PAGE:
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Millions of Californians Have Filed Taxes, Electronically

Andrew Nixon/Capital Public Radio

Andrew Nixon/Capital Public Radio

About two weeks before the deadline, the number of early filers and the number of refunds is just barely higher than at this time last year. The average refund amount is slightly higher, too.

Dan Tahara, spokesperson at the California Franchise Tax Board, says the people who have filed early probably have more simple returns or are expecting to get a refund.

"It's still on par with what we see with about two out of every three persons getting a
refund," says Tahara.

"As the final returns come in on [April] 15th, and people file on extension, the average may come back closer to what we've seen in year's past," he says, adding that there's not much deviation year-to-year in the number of refunds.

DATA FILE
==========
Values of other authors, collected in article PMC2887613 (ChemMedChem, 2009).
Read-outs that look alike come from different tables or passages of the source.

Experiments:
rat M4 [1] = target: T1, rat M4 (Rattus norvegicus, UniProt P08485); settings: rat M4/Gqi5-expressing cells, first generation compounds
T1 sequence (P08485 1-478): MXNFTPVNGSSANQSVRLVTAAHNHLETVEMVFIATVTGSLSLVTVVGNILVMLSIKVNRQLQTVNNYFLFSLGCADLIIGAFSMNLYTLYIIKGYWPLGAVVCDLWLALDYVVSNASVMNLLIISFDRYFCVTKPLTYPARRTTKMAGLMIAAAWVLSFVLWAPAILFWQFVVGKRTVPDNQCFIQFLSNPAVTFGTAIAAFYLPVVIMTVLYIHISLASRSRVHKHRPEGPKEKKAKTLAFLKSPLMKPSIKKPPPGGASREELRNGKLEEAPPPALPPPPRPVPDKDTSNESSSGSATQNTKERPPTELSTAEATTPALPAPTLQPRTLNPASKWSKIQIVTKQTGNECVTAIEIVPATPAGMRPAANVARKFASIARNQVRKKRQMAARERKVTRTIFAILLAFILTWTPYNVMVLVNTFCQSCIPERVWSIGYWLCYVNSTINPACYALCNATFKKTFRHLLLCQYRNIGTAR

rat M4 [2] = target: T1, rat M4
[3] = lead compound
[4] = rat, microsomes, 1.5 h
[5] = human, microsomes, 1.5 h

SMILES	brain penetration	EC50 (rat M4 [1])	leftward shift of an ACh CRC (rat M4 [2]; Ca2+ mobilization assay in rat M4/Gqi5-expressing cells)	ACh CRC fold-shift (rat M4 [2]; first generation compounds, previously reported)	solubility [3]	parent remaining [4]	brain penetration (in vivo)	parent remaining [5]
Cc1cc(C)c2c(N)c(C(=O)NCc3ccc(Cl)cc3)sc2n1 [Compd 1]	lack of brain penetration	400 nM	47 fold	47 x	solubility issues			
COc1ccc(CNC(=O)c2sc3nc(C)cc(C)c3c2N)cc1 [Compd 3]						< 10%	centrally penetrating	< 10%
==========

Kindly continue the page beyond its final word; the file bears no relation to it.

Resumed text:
At the California Franchise Tax Board in Sacramento, giant bins of tax paperwork and are being processed.  Tax board staff makes digital copies of all the tax returns that are mailed in.  

But Tahara says 92 percent of returns are filed electronically. He says e-filing saves a step, and frees up space.  

"It's pretty cool to see how quickly we can reduce all the paper and all of the storage area that we used top have for paper. Now it's all empty. So it's really helped us to be more efficient."

If you use the Board's website, e-filing is free.

The state is expecting 7 million more returns to be filed this year.

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